The increased use of clerks in opinion-drafting arose in part because, in 1950, Chief Justice Fred Vinson shifted from assigning opinions based on how quickly the justices could produce them to assigning an equal number of opinions to each justice. The slower justices had to rely more heavily on their clerks to keep up.

In any event, the ultimate responsibility for the court's decisions has always fallen at the justices' feet. Even blunders.

When a new member of the court issued a memo to his colleagues saying that his clerk had wrongly circulated a draft opinion with material that should have been omitted, William Brennan told his colleague that only justices make mistakes. A new memo was quickly issued noting that it was the justice who had made the mistake.

On the other hand, law clerks could let their egos get the best of them. White often lamented that clerks were "rarely in doubt and often in error," while the justices were "often in doubt and rarely in error."

And William Rehnquist, recalling his clerkship for Robert Jackson in the early 1950s, said that "it would be all but impossible to assemble a more hypercritical, not to say arrogant, audience than a group of law clerks criticizing an opinion circulated by one of their employers."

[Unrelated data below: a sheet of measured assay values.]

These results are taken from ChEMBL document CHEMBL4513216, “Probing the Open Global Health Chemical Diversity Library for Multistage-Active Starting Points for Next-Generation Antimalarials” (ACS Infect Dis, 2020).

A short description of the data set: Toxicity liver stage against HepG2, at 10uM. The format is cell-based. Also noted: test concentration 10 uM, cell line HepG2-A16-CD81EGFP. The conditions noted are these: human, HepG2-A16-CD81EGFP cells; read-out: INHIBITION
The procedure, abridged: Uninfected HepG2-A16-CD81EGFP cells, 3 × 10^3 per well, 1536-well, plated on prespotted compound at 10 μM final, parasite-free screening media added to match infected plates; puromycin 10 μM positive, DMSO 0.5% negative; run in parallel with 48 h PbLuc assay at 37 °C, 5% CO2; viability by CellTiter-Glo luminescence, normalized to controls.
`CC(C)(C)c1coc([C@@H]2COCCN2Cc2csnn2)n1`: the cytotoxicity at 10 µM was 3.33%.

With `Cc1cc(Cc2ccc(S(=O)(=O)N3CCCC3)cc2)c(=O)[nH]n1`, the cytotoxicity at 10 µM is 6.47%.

When Rehnquist later joined the court as a justice, however, he actually expanded the responsibilities of law clerks by helping start the cert. pool, during the 1972 term. The pool reduced the court's workload by relying on one chamber instead of all of them to review each petition, a practice that remains in use today by all of the justices except for Samuel Alito.

A sometimes overlooked but potentially significant aspect of cert. review discussed in the book is the practice of publishing dissents from decisions to deny cert. One example provided the impetus for the ACLU and NAACP to join forces in establishing a highly influential death penalty litigation project.

The book brings the reader up to date with a chapter on Ginsburg and her clerks. Ginsburg explains the lack of permanent law clerks at the court as attributable to the intensity of the work: It is "like a treadmill that gets faster and faster, and I think that you reach a burnout point."

As with her colleagues, Ginsburg uses her clerks to prepare first drafts of opinions. But she is happy if a draft comes to her in good enough shape that she can make it her own with heavy editing.

Through enlightening and varied accounts, "In Chambers" shows why many law clerks consider their contributions to the Supreme Court the height of their legal careers.

"In Chambers: Stories of Supreme Court Law Clerks and Their Justices"

Edited by Todd C. Peppers and Artemus Ward

University of Virginia Press

472 pages; $34.95

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Alex G. Philipson is founder of the appellate boutique Philipson Legal in Newton Centre.

Published: Thu, May 31, 2012